(iv) If the Agent wishes to make a counterclaim, or pursue a related claim against another party, such as a broker, who has agreed to participate in the arbitration, this should be stated in the Statement of Defence (Rule 10(1)).

(v) If the Respondent does not submit a Statement of Defence within the prescribed time then, subject to Rule 19, the Arbitrator will proceed with the arbitration as if the Respondent had no response to make.

(vi) On receipt of the Statement of Defence, the Claimant has 20 working days to make further comments - Statement of Reply ("Reply") - which may include a Defence to Counterclaim. If there is a Defence to Counterclaim, the Respondent may within 15 working days submit a Reply to the Defence to Counterclaim. (Rules 10(3) & 10(4).

(vii) Once the last Reply is submitted, or the time expires without such a Reply, the arbitration will proceed on the basis of the documents which had been submitted. (Rules 9 and 11).

12. What happens if a hearing is arranged?

 
Every attempt will be made to arrange a time convenient to all parties. The parties may be legally represented (except where legal representation has been barred (see Rule 20 - Tier 1)) or may be represented by any other person, whether legally qualified or not. Although the parties have a right to attend they need not attend in person. If a party intends to send a representative, the Administrator should be given sufficient notice.

If either party fails to attend a hearing or to send a representative the Arbitrator may proceed with the hearing without that party.

13. What will happen when the Arbitrator has made his decision?

 
The Arbitrator will send his award to the Administrator and the parties. The Award will be accompanied by the reasons for the decision.

The Agent is liable for meeting an Award if it is in favour of the Member and the responsibility for recovering an Award rests with the Member or his legal representative and vice versa if the Award is in favour of an Agent.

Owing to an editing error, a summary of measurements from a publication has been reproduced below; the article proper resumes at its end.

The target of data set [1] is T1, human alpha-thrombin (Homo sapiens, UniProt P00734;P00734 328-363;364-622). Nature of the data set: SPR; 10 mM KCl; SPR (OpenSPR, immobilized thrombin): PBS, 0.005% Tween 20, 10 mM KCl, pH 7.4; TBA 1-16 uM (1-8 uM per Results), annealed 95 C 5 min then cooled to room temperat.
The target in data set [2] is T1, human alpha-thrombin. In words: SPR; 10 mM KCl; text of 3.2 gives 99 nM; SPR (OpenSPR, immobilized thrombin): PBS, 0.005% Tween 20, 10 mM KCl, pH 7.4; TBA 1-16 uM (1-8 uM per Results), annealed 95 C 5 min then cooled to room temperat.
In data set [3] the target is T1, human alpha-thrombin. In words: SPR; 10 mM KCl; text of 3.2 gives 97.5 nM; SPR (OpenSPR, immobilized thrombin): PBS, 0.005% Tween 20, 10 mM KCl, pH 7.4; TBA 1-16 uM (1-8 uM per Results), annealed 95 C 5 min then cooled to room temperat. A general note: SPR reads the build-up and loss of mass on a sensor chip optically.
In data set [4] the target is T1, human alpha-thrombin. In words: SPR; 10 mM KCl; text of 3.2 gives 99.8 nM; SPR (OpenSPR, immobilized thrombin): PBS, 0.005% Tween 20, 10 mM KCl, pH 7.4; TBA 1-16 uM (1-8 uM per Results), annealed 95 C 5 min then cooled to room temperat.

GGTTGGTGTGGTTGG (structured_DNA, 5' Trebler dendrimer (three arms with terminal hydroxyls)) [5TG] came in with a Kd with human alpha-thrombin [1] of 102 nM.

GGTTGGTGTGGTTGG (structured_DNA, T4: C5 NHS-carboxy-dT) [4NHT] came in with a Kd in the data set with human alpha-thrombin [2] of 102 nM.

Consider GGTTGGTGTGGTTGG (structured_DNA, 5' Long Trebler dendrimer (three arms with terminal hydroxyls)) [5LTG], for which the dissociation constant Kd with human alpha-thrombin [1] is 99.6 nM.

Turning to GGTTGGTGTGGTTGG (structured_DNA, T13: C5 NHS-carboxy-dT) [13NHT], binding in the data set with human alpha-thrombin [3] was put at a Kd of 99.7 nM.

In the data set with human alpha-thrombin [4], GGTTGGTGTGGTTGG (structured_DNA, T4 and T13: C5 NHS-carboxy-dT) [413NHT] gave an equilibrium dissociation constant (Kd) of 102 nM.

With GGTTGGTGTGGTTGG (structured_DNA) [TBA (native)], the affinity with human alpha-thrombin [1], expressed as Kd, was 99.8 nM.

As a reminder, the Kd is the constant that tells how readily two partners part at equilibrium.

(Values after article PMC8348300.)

The Award is subject to the provisions of Schedule 2 of the Premiums Trust Deed.

Please note that there is no provision in the Lloyd's Arbitration Scheme for Lloyd's centrally to meet an Award made against an Agent if that Agent is unable to pay. The roles of the Administrator and Arbitrator cease on the Award being sent to the parties.

14. Can an Award be appealed?

 
The Rules of the Scheme are governed by, and the arbitration conducted in accordance with, the laws of England including the Arbitration Acts from time to time in force. Although these Acts do allow for appeals in certain prescribed circumstances and only in relation to a point of Law, they may only be brought with the consent of all parties or with the leave of the Court.

This is entirely a matter for the parties involved in the arbitration in view of the conclusion of the roles of the Administrator and Arbitrator. The parties are therefore strongly advised to seek independent legal advice before instituting an appeal.

Should you require any further clarification on the above, please contact Nicholas Demery by writing to:

Legal & Compliance Department
Lloyd's
One Lime Street
London
EC3M 7HA
UK

Tel: +44 (0)207 327 6949
Fax: +44 (0)207 327 5501